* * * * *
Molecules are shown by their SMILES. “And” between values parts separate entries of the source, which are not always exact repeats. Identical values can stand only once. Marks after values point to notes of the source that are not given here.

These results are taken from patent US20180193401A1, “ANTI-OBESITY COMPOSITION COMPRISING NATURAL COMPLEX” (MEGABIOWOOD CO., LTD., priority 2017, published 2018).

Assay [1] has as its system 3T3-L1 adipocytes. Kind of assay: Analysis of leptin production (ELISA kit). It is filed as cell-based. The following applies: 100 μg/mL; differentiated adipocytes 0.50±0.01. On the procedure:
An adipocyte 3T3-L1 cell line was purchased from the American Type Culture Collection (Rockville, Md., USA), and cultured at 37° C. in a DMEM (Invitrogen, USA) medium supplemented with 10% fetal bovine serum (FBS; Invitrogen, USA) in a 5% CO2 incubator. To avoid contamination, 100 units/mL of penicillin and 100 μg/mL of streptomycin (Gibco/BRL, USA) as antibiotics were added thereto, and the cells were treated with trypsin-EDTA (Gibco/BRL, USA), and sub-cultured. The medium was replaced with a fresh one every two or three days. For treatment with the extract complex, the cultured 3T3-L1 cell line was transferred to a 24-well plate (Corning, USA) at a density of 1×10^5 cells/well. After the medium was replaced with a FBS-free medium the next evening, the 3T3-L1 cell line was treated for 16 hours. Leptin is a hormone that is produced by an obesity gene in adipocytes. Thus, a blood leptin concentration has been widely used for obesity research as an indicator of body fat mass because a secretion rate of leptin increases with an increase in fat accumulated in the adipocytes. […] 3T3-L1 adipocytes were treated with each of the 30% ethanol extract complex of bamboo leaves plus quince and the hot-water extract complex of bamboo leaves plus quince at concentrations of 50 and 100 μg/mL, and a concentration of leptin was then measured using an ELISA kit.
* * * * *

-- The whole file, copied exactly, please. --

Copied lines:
Molecules are shown by their SMILES. “And” between values parts separate entries of the source, which are not always exact repeats. Identical values can stand only once. Marks after values point to notes of the source that are not given here.

These results are taken from patent US20180193401A1, “ANTI-OBESITY COMPOSITION COMPRISING NATURAL COMPLEX” (MEGABIOWOOD CO., LTD., priority 2017, published 2018).

Assay [1] has as its system 3T3-L1 adipocytes. Kind of assay: Analysis of leptin production (ELISA kit). It is filed as cell-based. The following applies: 100 μg/mL; differentiated adipocytes 0.50±0.01. On the procedure:
An adipocyte 3T3-L1 cell line was purchased from the American Type Culture Collection (Rockville, Md., USA), and cultured at 37° C. in a DMEM (Invitrogen, USA) medium supplemented with 10% fetal bovine serum (FBS; Invitrogen, USA) in a 5% CO2 incubator. To avoid contamination, 100 units/mL of penicillin and 100 μg/mL of streptomycin (Gibco/BRL, USA) as antibiotics were added thereto, and the cells were treated with trypsin-EDTA (Gibco/BRL, USA), and sub-cultured. The medium was replaced with a fresh one every two or three days. For treatment with the extract complex, the cultured 3T3-L1 cell line was transferred to a 24-well plate (Corning, USA) at a density of 1×10^5 cells/well. After the medium was replaced with a FBS-free medium the next evening, the 3T3-L1 cell line was treated for 16 hours. Leptin is a hormone that is produced by an obesity gene in adipocytes. Thus, a blood leptin concentration has been widely used for obesity research as an indicator of body fat mass because a secretion rate of leptin increases with an increase in fat accumulated in the adipocytes. […] 3T3-L1 adipocytes were treated with each of the 30% ethanol extract complex of bamboo leaves plus quince and the hot-water extract complex of bamboo leaves plus quince at concentrations of 50 and 100 μg/mL, and a concentration of leptin was then measured using an ELISA kit.